Competition among Gulf carriers is expected to intensify as Oman plans to establish another airline that would manage domestic operations from national carrier Oman Air, which is close on the heels of Abu Dhabi's move to set up a budget airline.
Oman Aviation Group, the holding company of Oman Air, Oman Airports Management Company and Oman Aviation Services, has already issued a request for proposal this month for conducting a feasibility study on the regional airline called Oman Link, Reuters said in a report.
The Sultanate has been focusing on developing Muscat as a regional hub similar to Dubai or Qatar for several years with a series of measures, including strengthening of state-owned Oman Air and heavily investing in modernising the country's two international airports – Muscat and Salalah.
The massive expansion that was completed in 2018 helped in raising the passenger handling capacity of Muscat International Airport to 12 million passengers. Plans are also afoot to further raise the passenger handling capacity to 24 million, 36 million and 48 million in three different phases, respectively if needed. The move is also part of the Sultanate's ambitious plan to attract foreign tourists in a move to diversify its economy by reducing reliance on oil revenue.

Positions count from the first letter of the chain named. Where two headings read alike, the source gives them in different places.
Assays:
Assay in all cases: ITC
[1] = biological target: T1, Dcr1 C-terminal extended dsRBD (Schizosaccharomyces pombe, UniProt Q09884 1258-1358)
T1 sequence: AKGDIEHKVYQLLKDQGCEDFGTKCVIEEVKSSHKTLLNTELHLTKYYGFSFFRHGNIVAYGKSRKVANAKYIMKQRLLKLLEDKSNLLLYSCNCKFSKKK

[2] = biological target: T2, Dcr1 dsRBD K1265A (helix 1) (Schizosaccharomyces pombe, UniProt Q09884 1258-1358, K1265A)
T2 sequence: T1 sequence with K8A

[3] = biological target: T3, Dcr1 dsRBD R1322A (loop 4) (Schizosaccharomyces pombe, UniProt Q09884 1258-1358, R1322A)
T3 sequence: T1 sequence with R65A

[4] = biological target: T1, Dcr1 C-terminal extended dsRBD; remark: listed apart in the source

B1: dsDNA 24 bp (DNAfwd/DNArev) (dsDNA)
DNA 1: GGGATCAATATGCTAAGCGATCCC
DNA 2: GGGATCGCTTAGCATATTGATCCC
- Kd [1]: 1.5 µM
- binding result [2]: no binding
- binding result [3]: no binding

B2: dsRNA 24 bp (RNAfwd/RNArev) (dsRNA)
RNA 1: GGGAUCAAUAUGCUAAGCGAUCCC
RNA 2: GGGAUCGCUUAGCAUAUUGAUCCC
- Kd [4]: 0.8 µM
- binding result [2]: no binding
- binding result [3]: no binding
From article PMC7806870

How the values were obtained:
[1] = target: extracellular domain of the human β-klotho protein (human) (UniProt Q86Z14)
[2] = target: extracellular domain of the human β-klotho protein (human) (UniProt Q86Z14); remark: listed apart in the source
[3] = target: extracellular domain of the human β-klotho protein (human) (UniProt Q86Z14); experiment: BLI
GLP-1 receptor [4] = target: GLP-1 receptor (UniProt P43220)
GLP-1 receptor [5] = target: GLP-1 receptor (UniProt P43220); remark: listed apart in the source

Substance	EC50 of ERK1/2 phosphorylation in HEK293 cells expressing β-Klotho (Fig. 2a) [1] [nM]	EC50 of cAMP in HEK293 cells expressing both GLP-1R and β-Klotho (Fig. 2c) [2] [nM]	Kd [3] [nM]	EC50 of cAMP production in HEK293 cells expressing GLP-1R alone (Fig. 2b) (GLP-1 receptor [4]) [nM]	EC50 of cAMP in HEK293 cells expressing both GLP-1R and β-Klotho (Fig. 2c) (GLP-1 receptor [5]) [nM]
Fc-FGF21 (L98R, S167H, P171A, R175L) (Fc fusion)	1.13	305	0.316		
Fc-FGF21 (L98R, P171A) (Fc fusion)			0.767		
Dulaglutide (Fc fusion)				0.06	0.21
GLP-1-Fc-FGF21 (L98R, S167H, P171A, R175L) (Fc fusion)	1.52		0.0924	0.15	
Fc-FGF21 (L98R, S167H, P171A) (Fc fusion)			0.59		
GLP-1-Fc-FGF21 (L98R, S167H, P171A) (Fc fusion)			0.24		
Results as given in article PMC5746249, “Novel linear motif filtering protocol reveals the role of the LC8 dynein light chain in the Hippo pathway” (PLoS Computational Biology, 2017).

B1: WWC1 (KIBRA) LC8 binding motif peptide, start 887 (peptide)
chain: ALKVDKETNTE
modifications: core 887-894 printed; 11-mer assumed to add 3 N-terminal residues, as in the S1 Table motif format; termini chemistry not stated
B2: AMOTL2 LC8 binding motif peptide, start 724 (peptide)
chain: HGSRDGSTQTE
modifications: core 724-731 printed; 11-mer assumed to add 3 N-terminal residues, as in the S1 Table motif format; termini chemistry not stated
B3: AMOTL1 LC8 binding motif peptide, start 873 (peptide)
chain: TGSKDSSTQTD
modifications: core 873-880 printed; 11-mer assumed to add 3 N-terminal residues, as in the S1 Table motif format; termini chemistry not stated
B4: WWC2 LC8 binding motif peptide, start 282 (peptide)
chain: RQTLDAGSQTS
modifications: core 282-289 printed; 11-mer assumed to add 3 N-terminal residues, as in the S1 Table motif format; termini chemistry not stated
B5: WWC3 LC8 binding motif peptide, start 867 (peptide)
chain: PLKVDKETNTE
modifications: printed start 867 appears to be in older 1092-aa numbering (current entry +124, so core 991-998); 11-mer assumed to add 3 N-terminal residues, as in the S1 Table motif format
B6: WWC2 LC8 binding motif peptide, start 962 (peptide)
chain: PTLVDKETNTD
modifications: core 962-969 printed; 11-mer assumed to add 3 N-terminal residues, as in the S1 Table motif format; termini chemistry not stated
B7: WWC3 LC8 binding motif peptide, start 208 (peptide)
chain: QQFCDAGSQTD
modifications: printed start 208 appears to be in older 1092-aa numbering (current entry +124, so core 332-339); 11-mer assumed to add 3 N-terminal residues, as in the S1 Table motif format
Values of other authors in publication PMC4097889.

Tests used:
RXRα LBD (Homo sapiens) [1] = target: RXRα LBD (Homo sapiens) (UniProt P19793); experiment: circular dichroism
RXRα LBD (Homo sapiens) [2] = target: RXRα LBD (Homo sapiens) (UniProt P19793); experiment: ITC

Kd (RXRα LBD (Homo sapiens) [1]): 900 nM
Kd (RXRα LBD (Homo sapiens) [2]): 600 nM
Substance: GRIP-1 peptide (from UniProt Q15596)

After divesting its 50 per cent stake in Gulf Air some years ago, the Omani government also invested heavily in developing two regional airports – Sohar and Duqm – while plans are afoot to build another regional airport in Ras Al Hadd. Besides, the country's pension funds had jointly promoted the country's second airline – Salam Air – more than two years ago.
Formation of a separate airline would not only help to expand domestic operations but also aid Oman Air to effective competitive with its regional rivals, especially Emirates, Etihad, Air Arabia, flydubai and Qatar Airways.
The new airline is expected to operate in partnership with the Gulf state's national carrier for convenient passenger connectivity to international flights.
Oman Air, which operates a network of about 50 destinations in 27 countries out of its primary hub at Muscat, has ambitious plans to strengthen its total fleet size to around 70 planes by 2022.